Your own personal tastes will determine whether handling transactions with your hand sounds wildly convenient or mostly creepy. In some other countries (most famously Sweden), thousands of people have had chips implanted. A couple of years ago, Sweden’s largest chipping company couldn’t keep up with the demand.
How Chips are Implanted
The first person known to receive a microchip implant was a British scientist named Kevin “Captain Cyborg” Warwick in 1998. Today, you can join Captain Cyborg’s super friends simply by ordering your own implant kit online. Jason buys his at Dangerous Things, which offers bundles including the Ultimate Implant Bundle with three chips for $260.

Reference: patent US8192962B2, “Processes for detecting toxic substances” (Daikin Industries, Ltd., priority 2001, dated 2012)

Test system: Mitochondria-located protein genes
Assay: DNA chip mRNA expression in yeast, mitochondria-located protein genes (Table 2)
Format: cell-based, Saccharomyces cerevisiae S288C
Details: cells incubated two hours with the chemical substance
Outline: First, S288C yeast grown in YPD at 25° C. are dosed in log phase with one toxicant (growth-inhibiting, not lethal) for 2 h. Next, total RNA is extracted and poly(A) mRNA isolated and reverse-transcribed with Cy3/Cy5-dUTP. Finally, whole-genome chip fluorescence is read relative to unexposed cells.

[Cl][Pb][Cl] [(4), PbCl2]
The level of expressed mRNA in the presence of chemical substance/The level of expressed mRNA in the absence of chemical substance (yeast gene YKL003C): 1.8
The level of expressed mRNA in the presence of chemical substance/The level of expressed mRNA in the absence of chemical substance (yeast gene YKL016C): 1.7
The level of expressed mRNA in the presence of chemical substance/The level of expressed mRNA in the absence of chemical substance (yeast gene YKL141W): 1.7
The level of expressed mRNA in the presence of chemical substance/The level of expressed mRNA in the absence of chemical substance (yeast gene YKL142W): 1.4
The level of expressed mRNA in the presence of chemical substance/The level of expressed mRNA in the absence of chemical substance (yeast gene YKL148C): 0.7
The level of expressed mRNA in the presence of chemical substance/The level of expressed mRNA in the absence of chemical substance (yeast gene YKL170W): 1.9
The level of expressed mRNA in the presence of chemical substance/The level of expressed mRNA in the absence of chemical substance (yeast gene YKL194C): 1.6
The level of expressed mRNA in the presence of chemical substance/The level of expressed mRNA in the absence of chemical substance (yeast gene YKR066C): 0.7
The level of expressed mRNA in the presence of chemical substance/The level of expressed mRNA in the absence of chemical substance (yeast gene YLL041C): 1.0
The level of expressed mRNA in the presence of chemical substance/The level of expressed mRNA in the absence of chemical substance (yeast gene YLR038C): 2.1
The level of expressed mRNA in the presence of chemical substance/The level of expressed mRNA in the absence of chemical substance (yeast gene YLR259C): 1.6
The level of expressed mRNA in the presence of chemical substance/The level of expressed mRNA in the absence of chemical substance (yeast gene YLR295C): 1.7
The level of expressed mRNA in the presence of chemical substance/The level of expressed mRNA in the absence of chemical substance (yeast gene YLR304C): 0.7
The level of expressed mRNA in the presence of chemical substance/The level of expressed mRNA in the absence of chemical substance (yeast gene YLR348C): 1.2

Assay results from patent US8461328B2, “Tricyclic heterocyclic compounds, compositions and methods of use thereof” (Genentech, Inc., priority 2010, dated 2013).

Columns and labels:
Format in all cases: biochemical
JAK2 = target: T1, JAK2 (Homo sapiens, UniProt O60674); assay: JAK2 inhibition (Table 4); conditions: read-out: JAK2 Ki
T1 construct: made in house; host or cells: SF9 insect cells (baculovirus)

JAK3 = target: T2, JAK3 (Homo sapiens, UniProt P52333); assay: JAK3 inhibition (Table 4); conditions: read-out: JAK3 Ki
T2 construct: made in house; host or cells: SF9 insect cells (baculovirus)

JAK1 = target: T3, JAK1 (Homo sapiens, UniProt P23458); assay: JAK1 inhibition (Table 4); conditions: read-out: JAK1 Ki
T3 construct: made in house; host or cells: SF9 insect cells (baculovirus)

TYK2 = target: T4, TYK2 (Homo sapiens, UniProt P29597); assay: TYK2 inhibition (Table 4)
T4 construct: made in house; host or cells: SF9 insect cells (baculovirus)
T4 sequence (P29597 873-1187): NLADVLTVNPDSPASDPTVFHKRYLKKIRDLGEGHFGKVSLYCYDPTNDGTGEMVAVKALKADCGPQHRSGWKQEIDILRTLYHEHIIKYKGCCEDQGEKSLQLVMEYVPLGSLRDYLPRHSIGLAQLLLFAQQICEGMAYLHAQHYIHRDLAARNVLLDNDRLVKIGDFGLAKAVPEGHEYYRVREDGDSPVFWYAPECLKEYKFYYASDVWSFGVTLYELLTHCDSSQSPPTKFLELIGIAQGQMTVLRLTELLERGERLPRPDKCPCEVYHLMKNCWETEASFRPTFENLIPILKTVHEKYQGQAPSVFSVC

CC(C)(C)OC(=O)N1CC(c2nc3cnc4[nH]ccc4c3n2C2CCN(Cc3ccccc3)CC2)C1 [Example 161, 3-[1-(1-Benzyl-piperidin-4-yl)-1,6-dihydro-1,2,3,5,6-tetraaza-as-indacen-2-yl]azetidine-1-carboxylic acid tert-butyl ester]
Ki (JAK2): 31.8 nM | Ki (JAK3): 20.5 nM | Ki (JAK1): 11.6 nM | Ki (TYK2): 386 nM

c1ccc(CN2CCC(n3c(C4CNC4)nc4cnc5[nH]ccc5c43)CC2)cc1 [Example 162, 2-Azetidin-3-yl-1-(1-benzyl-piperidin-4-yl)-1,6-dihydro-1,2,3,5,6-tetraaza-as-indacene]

If you get even remotely squeamish around needles, chip implants won’t be your jam. Kits come with plungers and large needles so you can inject the chip, which typically comes in a glass tube about the size of a grain of rice. (It’s worth noting that Dangerous Things’ web store includes several pain-management products.) Most users place the chips on the back of their hand beside the thumb for easy access to chip readers.
You can watch the implant process here, along with watching a journalist starting to realize that he may want to keep his new chip even after his experiment is over.
Jason says the chips he’s carrying around are guaranteed to last 50 years. What if you change your mind about the chip or technology makes your implant obsolete? Well, take a deep breath. Dangerous Things offers a scalpel set.
How Hackers Can Use Implanted Chips